Many other regions struggling with job and talent loss, city stalemates, and stagnation after the recession have also had these talks, but it’s no secret many of them have figured out how to recover and turn around their economy.
There is even a blueprint on how to do it, all encapsulated in a book that wholly summarizes lessons learned from a recent inter-regional visit to Pittsburgh. That eye-opening book, along with bold leadership, has the potential to change our region forever through the power of new localism.
Brookings Institution Centennial Scholar Bruce Katz and Jeremy Nowak, Drexel University’s Lindy Institute for Urban Innovation’s Distinguished Visiting Fellow, wrote the book, “The New Localism – How Cities Can Thrive in the Age of Populism.” The Hampton Roads Chamber believes in leading the way in setting the conditions to shape this principle of new localism.
I believe success leaves clues. In a recent meeting with delegates from the Pittsburgh trip, I introduced and summarized the book, which emphasizes the importance of building a community and creating a sense of place where civic strength and collaboration across sectors makes the difference between mediocrity and abundant success.
The book stresses the point that real power to influence change is at the local (regional) level, not the state or national levels. The overarching takeaway from the book and our trip is if Hampton Roads is going to realize any significant positive change we must come together and do it as a region, we can’t rely on the state or national government to take action on our behalf nor can we continue operating as we are now.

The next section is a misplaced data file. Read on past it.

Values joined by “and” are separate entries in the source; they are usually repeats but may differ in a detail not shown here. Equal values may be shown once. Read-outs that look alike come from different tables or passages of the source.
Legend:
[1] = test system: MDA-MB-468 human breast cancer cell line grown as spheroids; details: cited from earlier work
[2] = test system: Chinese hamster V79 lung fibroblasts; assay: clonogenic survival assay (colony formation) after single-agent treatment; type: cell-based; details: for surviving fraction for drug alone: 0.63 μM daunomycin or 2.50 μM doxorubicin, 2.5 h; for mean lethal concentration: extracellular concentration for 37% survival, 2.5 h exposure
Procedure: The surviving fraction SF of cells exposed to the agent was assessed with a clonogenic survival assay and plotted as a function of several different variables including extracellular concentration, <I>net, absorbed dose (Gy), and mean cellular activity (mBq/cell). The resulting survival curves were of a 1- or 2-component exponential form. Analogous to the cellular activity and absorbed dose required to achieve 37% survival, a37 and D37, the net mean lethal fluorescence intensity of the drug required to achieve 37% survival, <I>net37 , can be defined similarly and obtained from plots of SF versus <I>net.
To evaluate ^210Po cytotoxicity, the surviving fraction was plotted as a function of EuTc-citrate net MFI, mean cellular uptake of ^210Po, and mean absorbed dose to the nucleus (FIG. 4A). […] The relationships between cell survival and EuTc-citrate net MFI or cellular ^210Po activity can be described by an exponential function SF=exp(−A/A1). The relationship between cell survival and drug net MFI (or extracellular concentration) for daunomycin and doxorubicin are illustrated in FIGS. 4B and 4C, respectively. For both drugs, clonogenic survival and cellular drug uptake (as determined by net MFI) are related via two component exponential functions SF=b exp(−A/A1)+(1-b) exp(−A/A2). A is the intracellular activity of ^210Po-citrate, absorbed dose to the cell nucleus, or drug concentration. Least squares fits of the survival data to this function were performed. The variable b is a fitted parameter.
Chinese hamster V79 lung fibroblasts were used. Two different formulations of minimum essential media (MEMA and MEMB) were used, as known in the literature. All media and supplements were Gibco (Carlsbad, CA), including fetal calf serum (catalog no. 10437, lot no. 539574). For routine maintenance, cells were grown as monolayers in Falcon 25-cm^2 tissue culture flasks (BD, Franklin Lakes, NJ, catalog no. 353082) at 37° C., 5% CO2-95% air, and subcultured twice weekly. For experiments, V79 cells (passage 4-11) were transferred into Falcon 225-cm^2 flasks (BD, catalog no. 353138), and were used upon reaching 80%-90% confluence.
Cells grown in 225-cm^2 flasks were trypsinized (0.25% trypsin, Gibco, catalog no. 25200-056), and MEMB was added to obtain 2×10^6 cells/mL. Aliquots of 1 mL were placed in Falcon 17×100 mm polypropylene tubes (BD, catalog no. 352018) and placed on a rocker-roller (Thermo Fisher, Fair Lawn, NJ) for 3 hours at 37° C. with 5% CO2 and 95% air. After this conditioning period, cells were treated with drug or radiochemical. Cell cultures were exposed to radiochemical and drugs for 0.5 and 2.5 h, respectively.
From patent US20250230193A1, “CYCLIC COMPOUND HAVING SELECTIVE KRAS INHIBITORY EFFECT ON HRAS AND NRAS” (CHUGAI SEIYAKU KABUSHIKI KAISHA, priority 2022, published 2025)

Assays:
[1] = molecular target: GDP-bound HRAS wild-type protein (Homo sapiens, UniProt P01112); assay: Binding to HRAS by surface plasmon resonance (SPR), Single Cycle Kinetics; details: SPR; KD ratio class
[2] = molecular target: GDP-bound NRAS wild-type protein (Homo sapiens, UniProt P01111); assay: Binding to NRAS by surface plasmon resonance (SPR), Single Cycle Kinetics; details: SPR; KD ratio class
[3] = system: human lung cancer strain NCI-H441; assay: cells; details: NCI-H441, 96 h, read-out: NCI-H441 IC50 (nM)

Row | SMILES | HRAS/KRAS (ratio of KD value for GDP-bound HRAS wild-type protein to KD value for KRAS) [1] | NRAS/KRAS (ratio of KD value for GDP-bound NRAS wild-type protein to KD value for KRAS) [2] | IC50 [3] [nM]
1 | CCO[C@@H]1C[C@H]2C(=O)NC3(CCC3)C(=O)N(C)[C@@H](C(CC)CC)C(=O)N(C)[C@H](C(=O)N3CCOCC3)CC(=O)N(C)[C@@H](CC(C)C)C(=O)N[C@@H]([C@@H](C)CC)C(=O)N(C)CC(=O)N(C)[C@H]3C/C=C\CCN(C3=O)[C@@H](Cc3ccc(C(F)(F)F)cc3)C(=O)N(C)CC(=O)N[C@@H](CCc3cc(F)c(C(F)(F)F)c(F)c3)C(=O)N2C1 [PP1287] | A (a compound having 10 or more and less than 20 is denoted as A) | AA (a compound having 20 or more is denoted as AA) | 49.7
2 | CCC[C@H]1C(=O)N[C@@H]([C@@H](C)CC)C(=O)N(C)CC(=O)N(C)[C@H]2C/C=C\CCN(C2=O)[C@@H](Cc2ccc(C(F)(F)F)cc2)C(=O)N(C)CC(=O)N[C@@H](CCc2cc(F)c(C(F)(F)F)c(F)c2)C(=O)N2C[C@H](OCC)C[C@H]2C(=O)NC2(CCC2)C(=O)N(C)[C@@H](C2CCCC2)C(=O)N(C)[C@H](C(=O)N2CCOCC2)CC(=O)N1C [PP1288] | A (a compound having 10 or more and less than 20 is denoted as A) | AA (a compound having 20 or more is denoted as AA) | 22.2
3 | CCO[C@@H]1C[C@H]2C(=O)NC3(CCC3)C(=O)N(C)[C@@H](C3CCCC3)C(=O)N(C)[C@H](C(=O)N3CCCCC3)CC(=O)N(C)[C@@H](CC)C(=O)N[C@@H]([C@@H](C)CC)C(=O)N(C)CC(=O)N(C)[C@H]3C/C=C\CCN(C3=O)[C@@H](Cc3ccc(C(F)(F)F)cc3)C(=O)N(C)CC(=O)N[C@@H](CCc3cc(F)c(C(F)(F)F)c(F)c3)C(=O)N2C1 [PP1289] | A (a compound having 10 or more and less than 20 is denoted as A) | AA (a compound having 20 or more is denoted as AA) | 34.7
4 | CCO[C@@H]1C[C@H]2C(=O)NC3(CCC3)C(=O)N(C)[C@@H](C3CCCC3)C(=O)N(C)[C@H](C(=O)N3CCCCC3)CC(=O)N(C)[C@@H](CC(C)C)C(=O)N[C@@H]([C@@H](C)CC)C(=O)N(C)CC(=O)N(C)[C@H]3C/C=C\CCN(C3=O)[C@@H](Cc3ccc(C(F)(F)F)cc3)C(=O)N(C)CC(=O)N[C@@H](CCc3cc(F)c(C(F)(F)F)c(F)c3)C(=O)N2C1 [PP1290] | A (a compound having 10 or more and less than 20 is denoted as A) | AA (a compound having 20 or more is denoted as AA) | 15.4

Just like the regions summarized in the book, Pittsburgh, Nashville, Indianapolis and others, Hampton Roads has to apply the lessons of localism and overcome our challenges.
You may have noticed this chamber is constantly beating the drum of regionalism and we will continue to pursue that drumbeat of collaboration, cooperation, collective impact and regionalism.
Our mantra should be like Pittsburgh’s, “If it’s not for all, it’s not for us.” Our region simply cannot actualize its potential without this level of togetherness. The empirical evidence is there; almost all recovering and thriving regions are purposefully designed with collaboration and collective impact as their core modus operandi to problem solving.
So successful have the local efforts in these regions been, it is hard to identify where the public sector ends and the private and civic sectors begin. We must do that here. I fully understand this is a paradigm shift to our legacy culture. But that’s the point! In this model, we are taking power and focusing it on our region.
All communities in the region then thrive together or die together. They move ahead together or they don’t move ahead at all. We need bold regional leaders who understand this and are willing to accept risk in their narration, decision-making and actions.
We should all look at our relationship with the region and our role in it then increase our voice and accountability, you make a difference for the region as a whole.